Tuesday 16 February 2021

Getting Enough Omega-3s May Help Lower Your Risk of Heart Disease

 Eating a well-rounded diet means mixing up your source of protein, which comes with many health benefits. But how often do you add fish into your menu rotation? Aside from being full of healthy fats, vitamin B, and potassium, here’s another reason to add it to your diet—it may help reduce inflammation in the body and lower your risk of heart disease.

In a recent study published in Atherosclerosis, researchers looked at eicosapentaenoic acid (EPA), and docosahexaenoic acid (DHA), two types of omega-3 fatty acids found in fish and shellfish. Both EPA and DHA have previously been found to lower the risk of heart disease by reducing inflammation.

This is the first study to compare the effect of DHA and EPA on the ability of white blood cells to turn off inflammation and promote healing, Stefania Lamon-Fava, M.D., Ph.D., scientist on the Cardiovascular Nutrition Team at the Jean Mayer USDA Human Nutrition Research Center on Aging at Tufts University, told Runner’s World.

During the 34-week trial, a small group of people first consumed 3 grams of sunflower oil daily (which doesn’t contain omega-3s) for a baseline comparison. Then participants were given fish oil supplements either containing EPA or DHA twice a day, which they took for 10 weeks, with a 10-week period between where they didn’t take a supplement. The EPA and DHA supplements were prepared by a company that specializes in the preparation of fish oil, using sardines from fish farms off the Pacific coast.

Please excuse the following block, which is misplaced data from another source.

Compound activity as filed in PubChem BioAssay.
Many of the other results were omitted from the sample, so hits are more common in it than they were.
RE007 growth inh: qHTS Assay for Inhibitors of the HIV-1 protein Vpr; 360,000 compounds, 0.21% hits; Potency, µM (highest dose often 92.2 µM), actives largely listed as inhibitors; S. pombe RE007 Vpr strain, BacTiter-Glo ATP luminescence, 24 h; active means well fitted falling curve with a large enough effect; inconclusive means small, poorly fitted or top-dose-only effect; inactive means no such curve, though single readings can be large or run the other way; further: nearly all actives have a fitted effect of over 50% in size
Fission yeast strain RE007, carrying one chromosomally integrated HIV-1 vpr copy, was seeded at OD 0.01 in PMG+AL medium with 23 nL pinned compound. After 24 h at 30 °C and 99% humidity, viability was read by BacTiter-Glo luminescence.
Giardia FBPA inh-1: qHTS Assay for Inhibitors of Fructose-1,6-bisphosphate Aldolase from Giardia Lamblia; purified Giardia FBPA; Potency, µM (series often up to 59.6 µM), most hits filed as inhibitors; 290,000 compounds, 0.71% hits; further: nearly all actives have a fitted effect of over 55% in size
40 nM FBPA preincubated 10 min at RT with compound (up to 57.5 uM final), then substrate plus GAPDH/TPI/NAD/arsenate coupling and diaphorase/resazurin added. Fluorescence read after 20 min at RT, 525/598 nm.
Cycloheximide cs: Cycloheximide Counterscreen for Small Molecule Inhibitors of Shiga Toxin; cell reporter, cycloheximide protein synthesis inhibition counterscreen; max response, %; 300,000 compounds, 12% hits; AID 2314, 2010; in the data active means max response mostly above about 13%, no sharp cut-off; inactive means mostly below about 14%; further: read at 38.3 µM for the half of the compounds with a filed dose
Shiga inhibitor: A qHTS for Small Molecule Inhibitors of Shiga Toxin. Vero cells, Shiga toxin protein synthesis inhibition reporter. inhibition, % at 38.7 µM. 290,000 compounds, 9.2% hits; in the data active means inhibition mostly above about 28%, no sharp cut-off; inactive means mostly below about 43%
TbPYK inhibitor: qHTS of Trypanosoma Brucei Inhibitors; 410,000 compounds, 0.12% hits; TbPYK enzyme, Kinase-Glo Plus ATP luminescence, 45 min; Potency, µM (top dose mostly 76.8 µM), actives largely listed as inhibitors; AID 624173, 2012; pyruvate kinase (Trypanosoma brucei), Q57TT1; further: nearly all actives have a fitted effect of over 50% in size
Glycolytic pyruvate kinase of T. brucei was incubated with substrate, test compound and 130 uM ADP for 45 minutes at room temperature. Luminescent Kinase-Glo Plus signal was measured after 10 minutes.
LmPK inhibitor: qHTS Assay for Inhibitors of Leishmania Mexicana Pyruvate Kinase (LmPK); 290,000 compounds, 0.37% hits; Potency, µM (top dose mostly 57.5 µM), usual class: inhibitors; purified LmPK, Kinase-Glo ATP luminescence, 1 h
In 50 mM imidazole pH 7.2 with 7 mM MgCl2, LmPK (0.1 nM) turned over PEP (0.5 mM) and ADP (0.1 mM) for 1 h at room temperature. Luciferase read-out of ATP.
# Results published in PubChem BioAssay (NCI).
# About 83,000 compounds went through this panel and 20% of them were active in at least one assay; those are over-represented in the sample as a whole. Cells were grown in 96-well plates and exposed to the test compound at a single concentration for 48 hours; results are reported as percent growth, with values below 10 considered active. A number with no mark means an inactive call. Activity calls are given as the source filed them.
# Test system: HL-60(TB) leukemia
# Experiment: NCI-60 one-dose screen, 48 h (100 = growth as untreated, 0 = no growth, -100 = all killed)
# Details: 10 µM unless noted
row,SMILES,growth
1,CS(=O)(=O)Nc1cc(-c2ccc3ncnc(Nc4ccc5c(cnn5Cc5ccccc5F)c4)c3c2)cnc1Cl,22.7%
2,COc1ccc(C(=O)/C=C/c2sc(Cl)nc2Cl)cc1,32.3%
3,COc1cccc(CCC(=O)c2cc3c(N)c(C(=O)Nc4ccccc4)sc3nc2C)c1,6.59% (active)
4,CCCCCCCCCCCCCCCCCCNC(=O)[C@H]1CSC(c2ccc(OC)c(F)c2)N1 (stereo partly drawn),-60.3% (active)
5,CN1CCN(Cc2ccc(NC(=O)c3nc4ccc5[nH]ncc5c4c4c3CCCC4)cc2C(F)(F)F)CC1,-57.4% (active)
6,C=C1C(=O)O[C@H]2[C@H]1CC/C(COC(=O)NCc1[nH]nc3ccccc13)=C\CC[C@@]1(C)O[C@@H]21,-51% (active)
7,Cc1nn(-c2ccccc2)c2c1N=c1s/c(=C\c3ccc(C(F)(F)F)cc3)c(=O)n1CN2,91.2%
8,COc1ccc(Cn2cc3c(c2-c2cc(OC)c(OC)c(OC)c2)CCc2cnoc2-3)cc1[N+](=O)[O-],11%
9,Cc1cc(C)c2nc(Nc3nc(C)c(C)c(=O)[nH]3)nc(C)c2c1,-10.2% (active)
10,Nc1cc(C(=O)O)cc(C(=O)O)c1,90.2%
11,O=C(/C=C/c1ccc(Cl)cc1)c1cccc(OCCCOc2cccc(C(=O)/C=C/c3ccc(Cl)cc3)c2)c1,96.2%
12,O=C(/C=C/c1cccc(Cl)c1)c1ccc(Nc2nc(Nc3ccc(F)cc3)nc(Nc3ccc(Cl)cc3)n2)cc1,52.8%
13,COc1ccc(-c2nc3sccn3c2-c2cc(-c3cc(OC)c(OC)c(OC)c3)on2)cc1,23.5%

Results showed that those taking supplements that contained omega-3s saw lower inflammation, but with slightly different results.

Both EPA and DHA reduce the production of pro-inflammatory proteins by circulating white blood cells, with DHA being more effective in that regard than EPA. However, EPA, but not DHA, was found to activate proteins and cells that are involved in the healing process. Therefore, the balance of anti-inflammation and healing is better achieved with EPA than DHA, Lamon-Fava said.

Currently, the American Heart Association (AHA) and the Dietary Guidelines for Americans suggest two fish meals (4 ounces per serving) per week. However, this study was conducted with doses higher than what can be achieved by two fish meals per week, so in order to see results, supplementation may be needed, Lamon-Fava said.

“Inflammation is the root cause of many chronic diseases, including cardiovascular disease,” Lamon-Fava said. By reducing inflammation, in this case via the omega-3s in fish oil supplements, the progression of cardiovascular disease can be slowed down and, in some cases, reversed.

Bottom line: There is no set recommendation for the amount of EPA or DHA you should have in a day, according to the National Institute of Health, but it is recommended males consume 1.6 grams and females 1.1 grams of omega-3s daily. While you can get these benefits if your diet meets the weekly fish intake recommendations set by the AHA, many runners may find their diet lacking. So, you may want to consider talking to your doctor about supplementing your omega-3 intake with fish oil to boost your heart health.

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